Let's begin with the correct way to measure a curved barbell. With the top ball threaded all the way on, you are going to measure in a STRAIGHT line, not along the curve of the barbell. The two points will be:

#1- Where the top ball meets the barbell on the under side of the ball.(holding the barbell up and down, as if it's being worn).

#2- Where the bottom design, or ball, meets the barbell on the top side of the ball.

Measure in a Straight line from these two points. The two pionts will both be on the inside of the curve.

Metric Conversion: 5/16"=8mm, 3/8"=10mm, 7/16"=11mm, 1/2"=12mm, 9/16"=15mm.

Do not fit the curved barbell to have no barbell showing. You need to have some barbell displayed, as this allows air to the piercing and prevents the jewelry from trying to pull into the piercing. You should have about 1/4" of barbell showing.

You may need to experiment with a few sizes, to find your best fit. Here is the basic rule of thumb.

Shallow Piercings = 5/16" (8mm)

Standard Piercings = 3/8" (10mm) or 7/16" (11mm)

Deep Piercings = 1/2" (12mm)

Very deep Piercings = 9/16" (15mm)

Most shops only sell the standard length, because most manufactures only produce the one size. Our shop has a large selection of all lengths, because we manufacture many of our designs.

You can find a large selection of the 5/16", 1/2" & 9/16" length curved barbell designs Here

Monday, July 12, 2010

Upside Down Tongue Ring

If you choose a flat top tongue ring design, like the image, it will be a bit more challenging to put it in from the bottom up, but this can still be done.

Once you have the piece in upside down, you can use a threaded ball design on the top of the ring. This will allow for a top and bottom decorative end.

Saturday, July 10, 2010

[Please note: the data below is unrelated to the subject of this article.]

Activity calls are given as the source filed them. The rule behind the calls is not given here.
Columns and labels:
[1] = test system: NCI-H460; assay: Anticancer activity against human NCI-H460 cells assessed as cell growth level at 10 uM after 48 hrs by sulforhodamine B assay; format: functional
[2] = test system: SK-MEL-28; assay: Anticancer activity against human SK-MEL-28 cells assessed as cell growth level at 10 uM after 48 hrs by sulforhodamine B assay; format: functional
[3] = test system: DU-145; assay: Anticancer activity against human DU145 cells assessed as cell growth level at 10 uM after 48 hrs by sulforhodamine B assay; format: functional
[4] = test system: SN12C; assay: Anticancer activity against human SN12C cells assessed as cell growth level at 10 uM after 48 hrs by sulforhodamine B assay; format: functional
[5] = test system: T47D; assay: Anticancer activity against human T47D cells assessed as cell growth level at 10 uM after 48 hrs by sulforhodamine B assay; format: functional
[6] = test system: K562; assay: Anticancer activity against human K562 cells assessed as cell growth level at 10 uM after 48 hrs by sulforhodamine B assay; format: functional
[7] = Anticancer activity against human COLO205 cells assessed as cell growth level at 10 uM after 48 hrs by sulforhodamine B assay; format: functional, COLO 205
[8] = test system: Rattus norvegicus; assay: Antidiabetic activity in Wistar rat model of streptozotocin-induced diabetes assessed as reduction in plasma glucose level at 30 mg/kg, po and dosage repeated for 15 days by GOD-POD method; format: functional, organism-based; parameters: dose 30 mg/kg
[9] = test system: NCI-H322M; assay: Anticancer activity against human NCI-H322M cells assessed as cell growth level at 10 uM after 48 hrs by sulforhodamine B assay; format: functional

Body Piercings for All Ages

People of all ages enjoy having body piercings.

We have requests from the very young (too young to care for a piercing properly) to the baby boomers and beyond.

Alberta stopped by our shop last week, visiting from Maine, and wanted to get a nostril piercing, also called a nose piercing.

As long as you are old enough to properly care for a body piercing, you should not let age be a factor in enjoying any of the different piercings available.

Friday, July 9, 2010

How Does a Dermal Piercing Stay in Place

The dermal jewelry has a shoe shaped bottom, which holds the post at a 90 degree angle.

This shoe has holes in it, some small and some larger size holes.

Once the shoe is put into place under the skin (laying the same direction as the skins surface) it will begin to heal.

As the piercing heals, your skin will attach itself through the hole openings to the skin on the opposite side.

It is wise to hold down the piercing jewelry with a band aid until the healing process is secure.

Dermal Anchor Piercings being modeled  

To Numb or Not to Numb a Tongue Piercing

A tongue piercing is the least painful body piercing in the industry.

The edges of your tongue has nerves, but the center of the tongue muscle does not which is why the piercing is not painful.

Some studios will offer to use 1% lidocaine but this will only numb the surface and does not improve upon the piercing experience.

Ice will also numb the tongue, but for only a brief period of time.

In our opinion, it is best not to try and numb the tongue for a piercing.